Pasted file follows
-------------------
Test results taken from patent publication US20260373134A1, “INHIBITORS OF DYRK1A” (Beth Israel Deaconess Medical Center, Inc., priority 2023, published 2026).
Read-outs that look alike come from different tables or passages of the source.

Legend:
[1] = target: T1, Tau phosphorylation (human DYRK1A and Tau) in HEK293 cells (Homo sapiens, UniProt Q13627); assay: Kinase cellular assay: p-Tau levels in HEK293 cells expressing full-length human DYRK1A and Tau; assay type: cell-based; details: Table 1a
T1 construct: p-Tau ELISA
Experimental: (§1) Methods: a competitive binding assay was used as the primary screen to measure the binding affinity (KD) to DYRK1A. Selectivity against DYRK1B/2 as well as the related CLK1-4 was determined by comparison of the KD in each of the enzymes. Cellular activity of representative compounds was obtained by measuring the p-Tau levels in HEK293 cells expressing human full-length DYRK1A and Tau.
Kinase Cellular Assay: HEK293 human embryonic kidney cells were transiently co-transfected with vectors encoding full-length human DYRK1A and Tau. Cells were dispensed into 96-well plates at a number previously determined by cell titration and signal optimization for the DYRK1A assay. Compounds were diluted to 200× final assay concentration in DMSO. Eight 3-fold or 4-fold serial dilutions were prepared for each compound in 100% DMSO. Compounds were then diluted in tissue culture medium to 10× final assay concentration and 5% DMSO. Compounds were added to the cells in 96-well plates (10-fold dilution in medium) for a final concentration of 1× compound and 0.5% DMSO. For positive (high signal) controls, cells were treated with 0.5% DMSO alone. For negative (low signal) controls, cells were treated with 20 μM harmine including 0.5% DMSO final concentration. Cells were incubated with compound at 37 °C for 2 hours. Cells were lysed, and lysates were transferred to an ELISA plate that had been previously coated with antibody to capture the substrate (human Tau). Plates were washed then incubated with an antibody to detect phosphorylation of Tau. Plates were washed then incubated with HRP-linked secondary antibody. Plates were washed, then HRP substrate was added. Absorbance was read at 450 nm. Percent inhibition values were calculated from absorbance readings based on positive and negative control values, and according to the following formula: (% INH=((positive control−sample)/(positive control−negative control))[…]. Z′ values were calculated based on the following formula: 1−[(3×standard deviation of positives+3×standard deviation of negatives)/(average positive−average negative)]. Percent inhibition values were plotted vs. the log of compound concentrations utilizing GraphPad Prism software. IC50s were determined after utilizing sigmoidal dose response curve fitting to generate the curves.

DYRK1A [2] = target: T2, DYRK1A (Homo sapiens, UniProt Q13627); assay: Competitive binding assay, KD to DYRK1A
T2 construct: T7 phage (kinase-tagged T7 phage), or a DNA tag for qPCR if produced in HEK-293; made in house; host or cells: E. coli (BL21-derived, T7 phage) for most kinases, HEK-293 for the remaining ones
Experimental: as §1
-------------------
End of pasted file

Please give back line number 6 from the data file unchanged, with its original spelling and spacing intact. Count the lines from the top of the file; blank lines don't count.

Experimental: (§1) Methods: a competitive binding assay was used as the primary screen to measure the binding affinity (KD) to DYRK1A. Selectivity against DYRK1B/2 as well as the related CLK1-4 was determined by comparison of the KD in each of the enzymes. Cellular activity of representative compounds was obtained by measuring the p-Tau levels in HEK293 cells expressing human full-length DYRK1A and Tau.